An ode to the pioneer of typographic brilliance Karl Gerstner
Swiss National Library rightfully will regard Karl Gerstner as “one of the most important innovators in typography, commercial art and corporate design” for centuries to come after his passing at the age of 86, on the 1st of January, 2017. One of the foremost Swiss artists and graphic designers, for numerous ground-breaking reasons, Gerstner carefully divided his brilliance between being a painter and a graphic designer and became a pioneer in both pursuits.
Born on the 2nd of July, 1930 in Basel, Switzerland Gerstner studied design at Allgemeine Gewerbschule in Basel under Emil Ruder. As a young man, Gerstner completed an apprenticeship as a typographer. He set up his own graphic design studio in 1949, and by 1963 he had partnered with Markus Kutter, a writer and editor, to form the agency Gerstner + Kutter which then became GGK with the addition of architect Paul Gredinger.
GGK became one of the most successful advertising agencies in Switzerland, with offices in other European countries and the US. Gerstner’s pioneering work – in particular, his designs for Geigy, based in Basel - made him one of the most important exponents of modern commercial graphic design in Switzerland.
“He popularized the use of unjustified ragged-right text in typography,” writes History of Graphic Design on Gerstner’s body of work which transformed numerous forms of art.
“He also proposed what he called Integral Typography which extended on Max Bill’s typographic ideas. A message in the form of text can convey a meaning or some information, however, when typography is used in an informed manner, Gerstner felt that it could greatly contribute to the connection between the words and the actual meaning. Gerstner saw typography as a way to express a whole greater than the sum of words and meanings. For example, the large headline in one of his Citroën advertisements stated ‘Don’t buy this car’ which was followed with ‘if you don’t expect something out of the ordinary in a car’ in smaller type. While this may seem commonplace or trite today, Gerstner + Kutter trailblazed the clever use of type to make a point. In other words, Gerstner knew that the aesthetics of typography can aid the communication of ideas and information and that was the foundation of Integral Typography”.
One of the first designers to truly exploit grids to create unmatched complex and flexible variations, Gerstner’s body of work is pure genius and had typography and graphic design transformed in systematic symmetry.
In 1962 his design of quarterly magazine Capital, a publication bold enough to put the ideas of economics into a human perspective, was clear and aesthetically pleasing. For Capital, Gerstner developed a complex grid which allowed rapid, creative and consistent layouts like a mathematical art form of some kind.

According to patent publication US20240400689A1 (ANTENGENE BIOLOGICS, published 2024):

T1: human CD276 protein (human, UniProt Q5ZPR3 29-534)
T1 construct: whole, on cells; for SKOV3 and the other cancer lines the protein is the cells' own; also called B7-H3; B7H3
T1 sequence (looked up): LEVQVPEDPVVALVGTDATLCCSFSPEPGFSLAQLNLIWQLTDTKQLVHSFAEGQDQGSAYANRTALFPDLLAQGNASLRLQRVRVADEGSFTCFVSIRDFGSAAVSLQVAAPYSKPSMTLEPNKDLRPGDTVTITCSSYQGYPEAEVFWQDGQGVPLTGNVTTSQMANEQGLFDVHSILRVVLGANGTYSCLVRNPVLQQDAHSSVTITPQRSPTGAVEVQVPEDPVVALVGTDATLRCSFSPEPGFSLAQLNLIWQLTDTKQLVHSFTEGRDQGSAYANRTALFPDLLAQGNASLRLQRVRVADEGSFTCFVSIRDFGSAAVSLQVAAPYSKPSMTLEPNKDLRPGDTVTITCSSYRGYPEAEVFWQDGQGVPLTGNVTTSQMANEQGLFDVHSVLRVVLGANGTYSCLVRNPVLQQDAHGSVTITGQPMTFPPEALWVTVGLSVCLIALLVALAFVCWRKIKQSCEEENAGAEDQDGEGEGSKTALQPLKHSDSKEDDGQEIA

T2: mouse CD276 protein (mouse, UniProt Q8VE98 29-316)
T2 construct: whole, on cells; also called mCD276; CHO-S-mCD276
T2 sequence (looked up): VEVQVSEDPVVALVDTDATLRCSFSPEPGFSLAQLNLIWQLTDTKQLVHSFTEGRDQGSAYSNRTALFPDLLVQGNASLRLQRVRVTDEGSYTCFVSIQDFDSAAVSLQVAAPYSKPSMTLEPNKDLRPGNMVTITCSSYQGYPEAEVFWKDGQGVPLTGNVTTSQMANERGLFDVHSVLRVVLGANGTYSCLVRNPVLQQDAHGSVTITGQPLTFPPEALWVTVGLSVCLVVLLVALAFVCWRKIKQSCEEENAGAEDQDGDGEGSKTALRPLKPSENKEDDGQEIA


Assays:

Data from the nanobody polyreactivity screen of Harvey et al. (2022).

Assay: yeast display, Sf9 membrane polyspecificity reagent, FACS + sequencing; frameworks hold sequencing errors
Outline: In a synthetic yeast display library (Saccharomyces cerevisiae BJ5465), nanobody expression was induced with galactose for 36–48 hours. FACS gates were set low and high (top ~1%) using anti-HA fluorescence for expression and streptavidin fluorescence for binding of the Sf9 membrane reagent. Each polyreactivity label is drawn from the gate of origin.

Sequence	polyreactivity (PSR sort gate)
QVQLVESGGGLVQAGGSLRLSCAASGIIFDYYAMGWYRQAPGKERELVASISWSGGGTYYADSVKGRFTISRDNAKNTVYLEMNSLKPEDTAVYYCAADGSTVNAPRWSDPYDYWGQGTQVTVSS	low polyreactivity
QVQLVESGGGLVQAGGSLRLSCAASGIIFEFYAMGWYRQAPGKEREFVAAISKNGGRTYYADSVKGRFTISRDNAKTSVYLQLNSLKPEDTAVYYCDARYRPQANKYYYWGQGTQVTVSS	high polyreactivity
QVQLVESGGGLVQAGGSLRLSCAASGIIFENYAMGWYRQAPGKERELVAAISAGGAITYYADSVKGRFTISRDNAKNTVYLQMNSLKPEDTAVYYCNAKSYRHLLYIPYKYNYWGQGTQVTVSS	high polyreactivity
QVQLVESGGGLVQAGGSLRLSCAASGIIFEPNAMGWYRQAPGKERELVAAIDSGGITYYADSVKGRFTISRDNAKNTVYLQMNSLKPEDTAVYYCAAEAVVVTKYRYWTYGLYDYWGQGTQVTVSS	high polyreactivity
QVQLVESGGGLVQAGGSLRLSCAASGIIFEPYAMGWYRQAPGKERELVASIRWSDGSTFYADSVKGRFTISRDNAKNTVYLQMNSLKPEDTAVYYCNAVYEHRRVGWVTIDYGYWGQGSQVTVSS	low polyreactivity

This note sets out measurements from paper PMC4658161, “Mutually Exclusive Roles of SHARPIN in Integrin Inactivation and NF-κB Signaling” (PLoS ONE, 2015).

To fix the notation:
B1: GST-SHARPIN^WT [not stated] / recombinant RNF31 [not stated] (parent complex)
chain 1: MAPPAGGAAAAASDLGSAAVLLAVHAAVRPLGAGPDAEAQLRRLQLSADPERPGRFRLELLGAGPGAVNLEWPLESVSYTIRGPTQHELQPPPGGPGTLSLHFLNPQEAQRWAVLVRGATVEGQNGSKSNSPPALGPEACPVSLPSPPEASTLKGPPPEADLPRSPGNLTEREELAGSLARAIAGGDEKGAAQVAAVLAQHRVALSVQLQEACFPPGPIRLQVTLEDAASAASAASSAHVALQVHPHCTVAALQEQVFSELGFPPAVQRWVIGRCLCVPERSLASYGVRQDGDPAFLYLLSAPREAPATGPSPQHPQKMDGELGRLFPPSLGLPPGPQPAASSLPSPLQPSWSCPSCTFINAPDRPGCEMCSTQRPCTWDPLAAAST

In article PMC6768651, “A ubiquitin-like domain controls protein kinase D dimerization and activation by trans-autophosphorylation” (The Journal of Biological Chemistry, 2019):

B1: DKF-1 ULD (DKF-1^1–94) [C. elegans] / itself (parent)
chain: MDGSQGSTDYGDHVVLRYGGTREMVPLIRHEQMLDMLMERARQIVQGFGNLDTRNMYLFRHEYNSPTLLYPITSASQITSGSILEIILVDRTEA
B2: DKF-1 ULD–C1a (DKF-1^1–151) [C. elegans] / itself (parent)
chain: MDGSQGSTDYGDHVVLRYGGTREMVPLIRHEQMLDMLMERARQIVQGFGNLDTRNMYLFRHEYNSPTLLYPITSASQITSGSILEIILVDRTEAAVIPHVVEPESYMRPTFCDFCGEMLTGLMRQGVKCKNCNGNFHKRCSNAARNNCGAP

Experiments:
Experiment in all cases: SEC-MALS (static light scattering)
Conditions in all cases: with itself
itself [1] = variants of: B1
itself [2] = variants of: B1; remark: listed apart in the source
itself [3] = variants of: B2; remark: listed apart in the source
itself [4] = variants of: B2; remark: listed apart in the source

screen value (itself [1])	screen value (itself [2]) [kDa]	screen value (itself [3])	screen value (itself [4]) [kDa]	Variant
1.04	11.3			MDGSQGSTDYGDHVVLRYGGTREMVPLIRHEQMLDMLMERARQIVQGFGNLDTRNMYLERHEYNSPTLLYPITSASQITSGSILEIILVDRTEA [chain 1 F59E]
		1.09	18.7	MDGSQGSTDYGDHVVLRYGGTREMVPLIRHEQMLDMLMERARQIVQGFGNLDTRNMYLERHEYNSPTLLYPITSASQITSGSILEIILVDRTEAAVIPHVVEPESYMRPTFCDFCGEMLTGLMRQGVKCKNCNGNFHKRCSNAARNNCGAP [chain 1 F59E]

Gerstner’s best-known work includes his book ′Programme Entwerfen′, published in 1963 – containing four essays, in which he explains the basic principles of his design method. Instead of setting out step-by-step formulas, the book provides a universal system for developing individual solutions, anticipating technological developments at the very beginning of the computer age.
His corporate identities for such companies as Swissair, Burda and Langenscheidt, his attempts at optically distorting television images with lenses made of Plexiglas (one of his many visual experiments back in 1964) and his work as a world-wide identity consultant and designer for IBM, are some traces of his legacy that will keep designers eternally inspired. Karl Gerstner epitomized the excellence of Swiss graphic design and the beauty of precision like none other - before or after him.
Gerstner’s work has been honored in numerous publications all over the world and exhibited in several museums. In 1973, the Museum of Modern Art in New York ran an exhibition about the method and philosophy of his work entitled “think program”.
The Art Director’s Club New York nominated him for its Hall of Fame, and the Art Directors Club Germany made him an honorary member in 1992. In 2012, Gerstner was awarded the Grand Prix Design by the Federal Office of Culture for producing among “the most important exponents of modern commercial graphic design in Switzerland”.
“Just as [Friedrich] Dürrenmatt disguised literature as detective stories, so I created everyday art without forcing people into museums,” Gerstner once said, looking back on his years as a graphic designer.
His earlier body of work, and no doubt a big part of his legacy, has been housed in the Graphics collection at the Swiss National Library since 2006. Furthermore, the Swiss Confederation honored Karl Gerstner for his pioneering role in graphic design – a phenomenon whose influence has extended far beyond Switzerland.
Tags/ graphic designer, IBM, Emil Ruder, modern, Karl Gerstner, Allgemeine Gewerbschule, Markus Kutter, GGK, Geigy, Citroën, Capital, mathematical art, Burda, Langenscheidt, Museum of Modern Art in New York, Hall of Fame, Art Directors Club Germany, Grand Prix Design, Federal Office of Culture, Dürrenmatt